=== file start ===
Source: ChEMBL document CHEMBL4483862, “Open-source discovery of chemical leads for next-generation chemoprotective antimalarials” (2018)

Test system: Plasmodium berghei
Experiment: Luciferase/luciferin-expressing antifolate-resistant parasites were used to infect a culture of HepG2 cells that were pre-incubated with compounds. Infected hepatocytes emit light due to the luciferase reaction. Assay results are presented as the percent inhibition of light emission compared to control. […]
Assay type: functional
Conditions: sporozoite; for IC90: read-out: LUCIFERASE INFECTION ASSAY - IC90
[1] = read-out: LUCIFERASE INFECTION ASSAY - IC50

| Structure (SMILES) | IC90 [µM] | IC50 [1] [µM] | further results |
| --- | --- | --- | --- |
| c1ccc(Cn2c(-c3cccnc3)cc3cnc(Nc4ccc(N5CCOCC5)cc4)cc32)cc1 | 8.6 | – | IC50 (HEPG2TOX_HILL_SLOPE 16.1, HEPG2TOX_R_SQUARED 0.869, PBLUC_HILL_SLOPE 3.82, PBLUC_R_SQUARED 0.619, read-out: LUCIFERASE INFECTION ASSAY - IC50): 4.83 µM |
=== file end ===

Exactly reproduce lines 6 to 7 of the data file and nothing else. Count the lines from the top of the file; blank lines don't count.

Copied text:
[1] = read-out: LUCIFERASE INFECTION ASSAY - IC50

| Structure (SMILES) | IC90 [µM] | IC50 [1] [µM] | further results |